Winds fan Australian wildfires

Hot, dry and swirling winds fanned more than 100 uncontrollable bush fires and smoke clouds towered over Australia’s largest city today as angry officials vowed to punish arsonists, many of them children.

Hot, dry and swirling winds fanned more than 100 uncontrollable bush fires and smoke clouds towered over Australia’s largest city today as angry officials vowed to punish arsonists, many of them children.

At least half of the wildfires have been deliberately lit since the crisis started 10 days ago, police said.

Thousands of residents fled their homes near Sydney as separate blazes joined and formed several massive fire fronts that totalled about 1,200 miles in length.

About 20,000 firefighters were stretched to their limit by the wild weather and hundreds of reinforcements were being flown in from other states and neighbouring New Zealand.

At least 21 arson suspects, including 14 children, have been arrested and police were searching for others. The seven adult suspects face a maximum penalty of 14 years in prison if convicted.

’’I want to rub their noses in the ashes they have caused,’’ said New South Wales Premier Bob Carr. ‘‘I want them to meet the people they have put at risk.’’

As many as 2,000 residents were ordered to flee Sussex Inlet, 60 miles south of Sydney after at least eight houses were burned by a fire that jumped across a main road. This brought to almost 160 the number of homes lost since the ‘‘black Christmas’’ wildfire emergency began.

’’People must leave their homes immediately,’’ said Wendy Woodward, an emergency service worker in the area.

About 600 people fled Bowen Mountain village in the Blue Mountains, 50 miles west of Sydney, ahead of a 37 mile wall of fire.

’’It is about as bad a picture as you could conjure up,’’ said Phil Koperberg, New South Wales state fire chief. ‘‘I have never seen anything like it in my 32 years of service.’’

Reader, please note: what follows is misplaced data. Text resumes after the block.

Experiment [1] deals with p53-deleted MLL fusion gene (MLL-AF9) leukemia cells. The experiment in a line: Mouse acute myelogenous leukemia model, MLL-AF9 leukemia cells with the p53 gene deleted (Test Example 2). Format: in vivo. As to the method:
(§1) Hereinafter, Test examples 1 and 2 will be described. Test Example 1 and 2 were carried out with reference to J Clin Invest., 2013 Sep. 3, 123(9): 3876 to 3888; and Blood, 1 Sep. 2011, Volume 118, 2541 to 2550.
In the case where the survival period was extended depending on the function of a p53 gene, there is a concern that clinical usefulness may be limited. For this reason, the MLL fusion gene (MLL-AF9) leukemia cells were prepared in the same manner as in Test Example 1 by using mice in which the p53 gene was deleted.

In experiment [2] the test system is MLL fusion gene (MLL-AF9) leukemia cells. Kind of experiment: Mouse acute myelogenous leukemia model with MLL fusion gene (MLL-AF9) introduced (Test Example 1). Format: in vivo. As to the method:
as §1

A fire storm, thought to have been started by an arsonist on Tuesday, was burning through the Lane Cove National Park running through several affluent Sydney suburbs.

Officials said more than 250 homes had been saved and the city centre was not in danger.

Even so, it came within 11 miles of the heart of Sydney, where light white ash fell on office blocks and the smell of smoke permeated air conditioning systems.

Roads to the fire zone were closed to stop sightseers from hindering emergency services.

The situation worsened when southern hemisphere summer temperatures in some areas rose above 38 C (100 F) and dry Outback wind gusts gained strength.

In a desperate battle to bring the Sydney fire under control, hundreds of firefighters filled buckets from swimming pools.

Helicopters dumped water as 60 foot flames spewed clouds of thick, black smoke and came within feet of homes.

Overnight, as winds dropped and the blaze eased, fire crews worked hard to build firebreaks to protect neighbouring suburbs.

But by this morning, hot westerly winds regained their strength and whipped the flames. Red hot embers were blown into the air to start new spot fires.

Anxious residents did what they could to save their property and packed valuables in case they were ordered to evacuate.

While there have been no casualties from the blazes, the fires have blackened 741,000 acres of forest and farmland.

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